The European Union warned on Wednesday of the risk of increased cyber attacks by state-backed entities but refrained from singling out China and its telecoms equipment market leader Huawei Technologies as threats.
The comments came in a report prepared by EU member states on cybersecurity risks to next-generation 5G mobile networks seen as crucial to the bloc’s competitiveness in an increasingly networked world.
The authors chose to ignore calls by the United States to ban Huawei’s equipment, drawing a welcome from the Shenzen-based company after it faced U.S. accusations that its gear could be used by China for spying.
“Among the various potential actors, non-EU states or state-backed are considered as the most serious ones and the most likely to target 5G networks,” the European Commission and Finland, which currently holds the rotating EU presidency, said in a joint statement.
“In this context of increased exposure to attacks facilitated by suppliers, the risk profile of individual suppliers will become particularly important, including the likelihood of the supplier being subject to interference from a non-EU country,” they said.
Huawei, which competes with Finland’s Nokia and Sweden’s Ericsson, said it stood ready to work with its European partners on 5G network security. It has always denied its equipment can be used for spying.
“This exercise is an important step towards developing a common approach to cybersecurity and delivering safe networks for the 5G era,” a Huawei spokesman said.
“We are pleased to note that the EU delivered on its commitment to take an evidence-based approach, thoroughly analyzing risks rather than targeting specific countries or actors.”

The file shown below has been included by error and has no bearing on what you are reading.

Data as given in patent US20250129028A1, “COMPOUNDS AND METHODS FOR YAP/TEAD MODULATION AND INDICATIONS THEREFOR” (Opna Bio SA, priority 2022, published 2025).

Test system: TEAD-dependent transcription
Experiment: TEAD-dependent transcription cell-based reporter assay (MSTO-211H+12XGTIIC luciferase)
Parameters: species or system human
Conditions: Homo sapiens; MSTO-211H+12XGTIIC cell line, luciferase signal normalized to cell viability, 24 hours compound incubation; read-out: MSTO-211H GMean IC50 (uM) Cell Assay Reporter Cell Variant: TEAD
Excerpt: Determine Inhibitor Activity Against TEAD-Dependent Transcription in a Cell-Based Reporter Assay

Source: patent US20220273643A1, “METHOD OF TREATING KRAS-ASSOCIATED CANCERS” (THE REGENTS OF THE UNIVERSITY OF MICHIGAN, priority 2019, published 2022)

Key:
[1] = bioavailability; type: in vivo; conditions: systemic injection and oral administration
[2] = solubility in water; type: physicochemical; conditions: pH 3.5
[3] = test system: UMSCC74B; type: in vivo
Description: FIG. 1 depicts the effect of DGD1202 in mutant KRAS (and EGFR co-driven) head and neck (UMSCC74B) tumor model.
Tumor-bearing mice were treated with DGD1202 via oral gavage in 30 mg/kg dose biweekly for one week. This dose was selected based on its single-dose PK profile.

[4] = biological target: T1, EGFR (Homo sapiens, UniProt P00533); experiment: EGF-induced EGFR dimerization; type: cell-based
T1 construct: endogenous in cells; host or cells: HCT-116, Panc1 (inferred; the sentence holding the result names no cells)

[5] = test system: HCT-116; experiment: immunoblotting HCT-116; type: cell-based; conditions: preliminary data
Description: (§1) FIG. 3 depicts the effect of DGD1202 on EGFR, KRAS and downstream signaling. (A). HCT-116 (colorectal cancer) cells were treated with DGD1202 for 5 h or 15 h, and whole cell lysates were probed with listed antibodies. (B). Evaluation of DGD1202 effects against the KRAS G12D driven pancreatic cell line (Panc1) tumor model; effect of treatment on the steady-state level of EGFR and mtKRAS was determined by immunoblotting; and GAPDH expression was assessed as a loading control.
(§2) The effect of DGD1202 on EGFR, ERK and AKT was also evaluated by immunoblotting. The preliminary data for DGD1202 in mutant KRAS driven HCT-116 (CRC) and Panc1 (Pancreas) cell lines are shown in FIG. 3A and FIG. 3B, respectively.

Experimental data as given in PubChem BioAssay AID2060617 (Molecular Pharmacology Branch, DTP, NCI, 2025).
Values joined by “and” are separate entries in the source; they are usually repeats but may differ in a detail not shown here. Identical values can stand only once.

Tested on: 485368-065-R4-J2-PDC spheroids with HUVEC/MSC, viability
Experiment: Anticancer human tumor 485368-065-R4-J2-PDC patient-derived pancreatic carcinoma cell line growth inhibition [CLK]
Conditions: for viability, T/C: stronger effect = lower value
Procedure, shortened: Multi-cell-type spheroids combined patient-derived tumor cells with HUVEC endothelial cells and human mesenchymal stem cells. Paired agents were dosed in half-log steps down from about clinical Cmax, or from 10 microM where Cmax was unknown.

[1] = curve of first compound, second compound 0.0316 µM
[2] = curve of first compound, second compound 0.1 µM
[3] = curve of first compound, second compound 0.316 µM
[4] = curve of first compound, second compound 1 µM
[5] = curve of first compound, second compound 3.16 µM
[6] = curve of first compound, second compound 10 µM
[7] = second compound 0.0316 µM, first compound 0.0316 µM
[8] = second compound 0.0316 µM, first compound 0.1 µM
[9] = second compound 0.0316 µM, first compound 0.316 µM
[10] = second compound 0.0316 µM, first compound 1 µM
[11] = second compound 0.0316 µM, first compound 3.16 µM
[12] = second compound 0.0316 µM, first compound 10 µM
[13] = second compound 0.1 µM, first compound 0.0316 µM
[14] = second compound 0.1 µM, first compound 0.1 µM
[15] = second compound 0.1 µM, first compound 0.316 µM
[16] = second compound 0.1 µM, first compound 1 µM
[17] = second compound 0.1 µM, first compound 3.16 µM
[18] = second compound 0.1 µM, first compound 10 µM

Tom Ridge, a former U.S. secretary of homeland security, took a different view of the report. He said Huawei’s close ties to the Chinese government meant it would have to comply with legislation requiring it to assist with intelligence gathering.
“If countries needed more reason to implement stricter security measures to protect 5G networks, this comprehensive risk assessment is it,” said Ridge, a member of the advisory board of Global Cyber Policy Watch.
Fifth-generation networks will hook up billions of devices, sensors and cameras in ‘smart’ cities, homes and offices. With that ubiquity, security becomes an even more pressing need than in existing networks.
“5G security requires that networks are built leveraging the most advanced security features, selecting vendors that are trustworthy and transparent,” a Nokia spokesperson said, adding that the company was the only global vendor capable of providing all the building blocks for secure 5G networks.
EU members have differed on how to treat Huawei, with Britain, a close U.S. ally, leaning towards excluding it from critical parts of networks. Germany is meanwhile creating a level playing field in which all 5G vendors should prove they are trustworthy.
The report warned against over-dependence on one telecoms equipment supplier.
“A major dependency on a single supplier increases the exposure to a potential supply interruption, resulting for instance from a commercial failure, and its consequences,” it said.
European network operators, including Germany’s Deutsche Telekom typically have multi-vendor strategies that they say reduce the security risks that might arise from relying too heavily on a single provider.
“The Commission’s 5G assessment recognizes security isn’t just a supplier issue,” said Alex Sinclair, chief technology officer of the GSMA, a global mobile-industry trade group.
“We all have a role to play – from manufacturers to operators to consumers – and we are taking responsibility for our part in the security chain seriously.”
The EU will now seek to come up with a so-called toolbox of measures by the end of the year to address cyber security risks at national and bloc-wide level.
The European Agency for Cybersecurity is also finalizing a map of specific threats related to 5G networks. (Additional reporting by Douglas Busvine in Berlin and Anne Kauranen in Helsinki.)